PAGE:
Accent on Living

NEW YORK’S newest hotel was opened recently, and its publicity output made much of its “international" character. The hotel has, for example, instead of a porter a concierge, although, as any listener to TV commercials about “de lucks” models knows, few Americans among the expected polyglot clientele will be able to pronounce the word. There is also a young female employed in the Casa del Café, where twenty-three kinds of coffee are offered, who speaks Swahili.

The new hotel is described as “the target project in the growth program” of a theater chain; naturally, the publicity about the opening was rather on the theatrical side. Six pages of name credits were needed lor the list of contractors and suppliers, which included such items as the flagpoles, carpet linings, and Do Not Disturb signs (from the NameO-Plate Co. of Springfield, N. J. fhe borings were by Sprague & Henwood, the watchmen’s stations by the Detex Watchlock Corp., and the dumb-waiter came from the Sedgwick Machine Works).

The hotel staff was listed in comparable detail: the first bell captain, housekeeper, chief telephone operator, and so forth. At the opening ceremonies, there were invocations by “clergymen of three faiths,” which seems a little skimpy, ecclesiastically, for a truly international target project in a growth program, bidding for the United Nations trade, but, all in all, the name credits made up the biggest list since Around the World in 80 Days.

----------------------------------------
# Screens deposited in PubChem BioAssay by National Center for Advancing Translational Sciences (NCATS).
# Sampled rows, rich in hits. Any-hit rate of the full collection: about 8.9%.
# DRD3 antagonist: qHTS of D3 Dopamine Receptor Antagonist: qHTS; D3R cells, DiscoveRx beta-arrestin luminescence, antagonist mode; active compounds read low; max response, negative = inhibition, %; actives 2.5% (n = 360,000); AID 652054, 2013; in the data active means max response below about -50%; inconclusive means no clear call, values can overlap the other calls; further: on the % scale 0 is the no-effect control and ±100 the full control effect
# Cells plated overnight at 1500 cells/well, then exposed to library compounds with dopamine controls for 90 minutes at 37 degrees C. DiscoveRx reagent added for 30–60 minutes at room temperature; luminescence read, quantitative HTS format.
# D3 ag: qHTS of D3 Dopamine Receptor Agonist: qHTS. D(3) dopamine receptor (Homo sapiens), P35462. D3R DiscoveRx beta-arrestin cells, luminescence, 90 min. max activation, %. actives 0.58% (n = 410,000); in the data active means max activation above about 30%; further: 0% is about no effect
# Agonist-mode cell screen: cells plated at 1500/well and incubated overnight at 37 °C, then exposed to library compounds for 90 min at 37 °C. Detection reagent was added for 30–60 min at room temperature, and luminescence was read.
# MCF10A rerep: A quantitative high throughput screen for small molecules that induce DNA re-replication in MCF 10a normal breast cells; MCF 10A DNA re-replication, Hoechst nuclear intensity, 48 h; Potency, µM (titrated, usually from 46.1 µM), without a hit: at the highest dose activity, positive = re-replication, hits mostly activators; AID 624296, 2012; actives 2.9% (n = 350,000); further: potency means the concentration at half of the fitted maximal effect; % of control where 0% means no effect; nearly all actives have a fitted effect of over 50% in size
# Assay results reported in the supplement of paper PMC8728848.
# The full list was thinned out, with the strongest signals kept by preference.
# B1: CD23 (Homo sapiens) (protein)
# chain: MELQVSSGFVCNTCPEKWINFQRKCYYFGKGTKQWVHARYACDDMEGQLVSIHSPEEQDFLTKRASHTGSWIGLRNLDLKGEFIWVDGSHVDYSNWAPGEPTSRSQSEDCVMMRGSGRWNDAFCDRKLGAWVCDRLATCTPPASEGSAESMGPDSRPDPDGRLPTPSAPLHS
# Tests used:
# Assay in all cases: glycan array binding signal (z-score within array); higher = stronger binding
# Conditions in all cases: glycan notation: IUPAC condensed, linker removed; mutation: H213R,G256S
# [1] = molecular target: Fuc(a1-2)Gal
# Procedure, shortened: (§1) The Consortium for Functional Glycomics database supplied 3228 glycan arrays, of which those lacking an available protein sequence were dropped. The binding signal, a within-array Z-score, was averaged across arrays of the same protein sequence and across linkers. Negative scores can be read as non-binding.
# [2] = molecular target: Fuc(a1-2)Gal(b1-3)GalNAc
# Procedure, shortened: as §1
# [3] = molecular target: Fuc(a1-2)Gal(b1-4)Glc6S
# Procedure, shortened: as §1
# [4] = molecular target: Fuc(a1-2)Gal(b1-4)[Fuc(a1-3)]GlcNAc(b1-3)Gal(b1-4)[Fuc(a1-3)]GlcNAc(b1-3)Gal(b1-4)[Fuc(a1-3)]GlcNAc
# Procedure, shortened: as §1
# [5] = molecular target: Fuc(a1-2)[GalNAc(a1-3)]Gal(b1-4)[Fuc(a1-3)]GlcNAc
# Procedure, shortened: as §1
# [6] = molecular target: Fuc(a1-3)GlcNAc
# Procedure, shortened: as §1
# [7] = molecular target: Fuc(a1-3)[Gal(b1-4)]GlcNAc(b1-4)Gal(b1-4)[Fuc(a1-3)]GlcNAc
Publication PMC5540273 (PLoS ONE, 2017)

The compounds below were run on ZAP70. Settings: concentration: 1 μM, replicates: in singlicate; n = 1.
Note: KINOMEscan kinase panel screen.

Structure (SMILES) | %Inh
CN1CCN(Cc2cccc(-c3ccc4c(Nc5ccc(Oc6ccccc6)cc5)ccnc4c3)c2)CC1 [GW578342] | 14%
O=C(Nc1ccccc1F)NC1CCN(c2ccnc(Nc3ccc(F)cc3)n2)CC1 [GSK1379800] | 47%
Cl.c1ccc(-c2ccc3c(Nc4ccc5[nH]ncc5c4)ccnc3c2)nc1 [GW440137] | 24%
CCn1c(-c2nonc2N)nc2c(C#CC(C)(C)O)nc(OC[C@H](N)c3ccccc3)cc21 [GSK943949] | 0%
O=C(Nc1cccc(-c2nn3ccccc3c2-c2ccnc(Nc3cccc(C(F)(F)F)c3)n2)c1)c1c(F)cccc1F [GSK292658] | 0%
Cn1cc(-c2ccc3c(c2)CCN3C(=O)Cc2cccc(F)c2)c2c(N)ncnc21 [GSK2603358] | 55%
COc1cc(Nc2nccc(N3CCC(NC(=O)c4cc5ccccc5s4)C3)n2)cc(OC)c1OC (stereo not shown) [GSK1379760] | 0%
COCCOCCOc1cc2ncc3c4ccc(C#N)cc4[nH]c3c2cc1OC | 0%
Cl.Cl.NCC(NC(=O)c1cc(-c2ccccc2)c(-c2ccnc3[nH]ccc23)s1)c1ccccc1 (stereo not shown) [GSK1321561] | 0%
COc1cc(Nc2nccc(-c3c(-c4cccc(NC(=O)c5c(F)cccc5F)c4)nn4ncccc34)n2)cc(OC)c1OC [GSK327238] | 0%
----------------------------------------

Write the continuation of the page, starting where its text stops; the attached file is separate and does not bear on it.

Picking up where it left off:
The principal dining room seems to be what is called the Gaucho Room, “Argentinian” in décor, with an “abstraction of Aztec motif” occupying 500 square feet of “appliqued sculpture on transite.” (Those Aztecs were great travelers!) Six of the light fixtures are steer heads in puddled bronze with plastic horns; Latin American cattle brands, leather, copper, and calfskin are among the decorating materials. It does sound as if the room will have a strong appeal for any gauchos who come to town, unless, of course, it becomes too much the busman’s holiday and the gauchos prove to prefer good old Edwardian red plush and brocades.

Externally, the hotel is of the Miami Beach wavy-front school of architecture, blue and green on the cross-street fagade and a “soaring white marble slab” on the windowless Lexington Avenue side. There are no palm trees around — none that can be seen in the photograph, at any rate — yet the Florida feeling seems to come through, especially in the official description of what the lobby looks like:

“Visible through the huge plate glass doors and transoms is a honeycomb soffit of gold which carries into a ceiling of shimmering Byzantine gold mosaic. East Indian Rosewood inset with gold anodized strips and white marble pillars flank the main lobby, contrasting with panel insets of vinyl fabric in colorful abstract designs. ‘Floating’ is the best word to describe much of the lobby decor. Sofas, chairs and wall panels appear to float in air as does the grand staircase above its reflecting pool. The stairway is backed by a multi-colored, abstract mural composed of glass Mosaic tile.”

The question that all this leaves is whether a new hotel’s opening is best attended by so boisterous a publicity output. If one assumes a shortage of good hotel accommodations such as to warrant further target projects in a growth program, might not the public hasten to investigate the virtues of the new establishment without all the shouting? The risk for the proprietors in this case is that the customer may not want to tag himself as the kind of man who has sought out a hotel where the furniture appears to be floating around the lobby. But there is, of course, one saving feature about this kind of publicity: It hardly ever gets published.